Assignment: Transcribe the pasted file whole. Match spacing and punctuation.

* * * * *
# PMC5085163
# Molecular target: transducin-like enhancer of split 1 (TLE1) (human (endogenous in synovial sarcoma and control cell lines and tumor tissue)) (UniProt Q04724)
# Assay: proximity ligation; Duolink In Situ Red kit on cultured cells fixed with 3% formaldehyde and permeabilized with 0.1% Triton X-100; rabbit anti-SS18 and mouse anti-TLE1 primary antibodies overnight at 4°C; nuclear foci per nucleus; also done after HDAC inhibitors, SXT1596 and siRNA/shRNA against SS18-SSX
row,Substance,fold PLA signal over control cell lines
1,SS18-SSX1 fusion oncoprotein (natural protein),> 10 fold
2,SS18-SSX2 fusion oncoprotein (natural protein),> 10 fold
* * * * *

# PMC5085163
# Molecular target: transducin-like enhancer of split 1 (TLE1) (human (endogenous in synovial sarcoma and control cell lines and tumor tissue)) (UniProt Q04724)
# Assay: proximity ligation; Duolink In Situ Red kit on cultured cells fixed with 3% formaldehyde and permeabilized with 0.1% Triton X-100; rabbit anti-SS18 and mouse anti-TLE1 primary antibodies overnight at 4°C; nuclear foci per nucleus; also done after HDAC inhibitors, SXT1596 and siRNA/shRNA against SS18-SSX
row,Substance,fold PLA signal over control cell lines
1,SS18-SSX1 fusion oncoprotein (natural protein),> 10 fold
2,SS18-SSX2 fusion oncoprotein (natural protein),> 10 fold